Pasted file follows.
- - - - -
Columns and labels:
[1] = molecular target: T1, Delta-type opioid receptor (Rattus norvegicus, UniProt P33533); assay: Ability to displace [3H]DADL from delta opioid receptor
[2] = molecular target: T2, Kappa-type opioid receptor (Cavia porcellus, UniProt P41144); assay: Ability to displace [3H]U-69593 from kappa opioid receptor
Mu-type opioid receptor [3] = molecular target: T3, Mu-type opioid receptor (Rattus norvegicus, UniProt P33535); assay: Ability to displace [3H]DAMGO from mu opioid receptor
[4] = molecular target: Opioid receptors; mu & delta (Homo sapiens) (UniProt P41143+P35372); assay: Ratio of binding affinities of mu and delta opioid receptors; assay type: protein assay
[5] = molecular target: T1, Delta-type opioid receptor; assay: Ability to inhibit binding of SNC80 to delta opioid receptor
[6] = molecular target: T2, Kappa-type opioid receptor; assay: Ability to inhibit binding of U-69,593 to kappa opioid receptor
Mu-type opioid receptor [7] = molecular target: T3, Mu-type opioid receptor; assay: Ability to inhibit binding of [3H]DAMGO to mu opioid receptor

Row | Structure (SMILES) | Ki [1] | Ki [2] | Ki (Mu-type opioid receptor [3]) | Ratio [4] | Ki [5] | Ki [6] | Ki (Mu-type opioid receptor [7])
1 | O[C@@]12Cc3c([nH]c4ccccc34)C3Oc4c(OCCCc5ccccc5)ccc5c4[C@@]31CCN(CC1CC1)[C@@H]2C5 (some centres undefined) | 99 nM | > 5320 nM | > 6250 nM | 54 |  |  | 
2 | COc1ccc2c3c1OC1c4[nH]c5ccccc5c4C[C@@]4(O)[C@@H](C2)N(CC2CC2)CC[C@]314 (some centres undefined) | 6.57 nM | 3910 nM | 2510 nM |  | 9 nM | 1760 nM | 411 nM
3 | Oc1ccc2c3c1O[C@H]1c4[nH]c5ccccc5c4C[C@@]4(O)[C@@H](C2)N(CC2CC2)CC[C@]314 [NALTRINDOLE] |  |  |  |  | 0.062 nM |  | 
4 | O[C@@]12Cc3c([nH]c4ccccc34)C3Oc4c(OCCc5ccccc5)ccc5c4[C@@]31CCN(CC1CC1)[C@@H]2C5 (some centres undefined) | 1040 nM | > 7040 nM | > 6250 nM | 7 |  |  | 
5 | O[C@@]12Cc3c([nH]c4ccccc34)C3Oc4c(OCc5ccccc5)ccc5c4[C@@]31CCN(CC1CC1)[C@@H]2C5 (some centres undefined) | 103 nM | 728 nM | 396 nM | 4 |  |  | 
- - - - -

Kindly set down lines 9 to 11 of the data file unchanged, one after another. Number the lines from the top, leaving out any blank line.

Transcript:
Row | Structure (SMILES) | Ki [1] | Ki [2] | Ki (Mu-type opioid receptor [3]) | Ratio [4] | Ki [5] | Ki [6] | Ki (Mu-type opioid receptor [7])
1 | O[C@@]12Cc3c([nH]c4ccccc34)C3Oc4c(OCCCc5ccccc5)ccc5c4[C@@]31CCN(CC1CC1)[C@@H]2C5 (some centres undefined) | 99 nM | > 5320 nM | > 6250 nM | 54 |  |  | 
2 | COc1ccc2c3c1OC1c4[nH]c5ccccc5c4C[C@@]4(O)[C@@H](C2)N(CC2CC2)CC[C@]314 (some centres undefined) | 6.57 nM | 3910 nM | 2510 nM |  | 9 nM | 1760 nM | 411 nM